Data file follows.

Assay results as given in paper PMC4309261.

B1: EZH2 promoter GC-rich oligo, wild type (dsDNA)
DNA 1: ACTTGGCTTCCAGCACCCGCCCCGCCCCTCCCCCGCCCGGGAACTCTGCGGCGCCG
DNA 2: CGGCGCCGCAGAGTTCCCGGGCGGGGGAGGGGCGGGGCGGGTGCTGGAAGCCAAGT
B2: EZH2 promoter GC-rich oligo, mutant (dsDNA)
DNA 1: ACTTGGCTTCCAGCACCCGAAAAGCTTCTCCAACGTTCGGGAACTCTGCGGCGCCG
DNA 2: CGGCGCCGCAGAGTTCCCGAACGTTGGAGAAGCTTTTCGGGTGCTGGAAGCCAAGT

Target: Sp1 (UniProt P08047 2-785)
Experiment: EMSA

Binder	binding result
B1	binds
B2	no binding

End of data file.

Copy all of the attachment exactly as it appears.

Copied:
Assay results as given in paper PMC4309261.

B1: EZH2 promoter GC-rich oligo, wild type (dsDNA)
DNA 1: ACTTGGCTTCCAGCACCCGCCCCGCCCCTCCCCCGCCCGGGAACTCTGCGGCGCCG
DNA 2: CGGCGCCGCAGAGTTCCCGGGCGGGGGAGGGGCGGGGCGGGTGCTGGAAGCCAAGT
B2: EZH2 promoter GC-rich oligo, mutant (dsDNA)
DNA 1: ACTTGGCTTCCAGCACCCGAAAAGCTTCTCCAACGTTCGGGAACTCTGCGGCGCCG
DNA 2: CGGCGCCGCAGAGTTCCCGAACGTTGGAGAAGCTTTTCGGGTGCTGGAAGCCAAGT

Target: Sp1 (UniProt P08047 2-785)
Experiment: EMSA

Binder	binding result
B1	binds
B2	no binding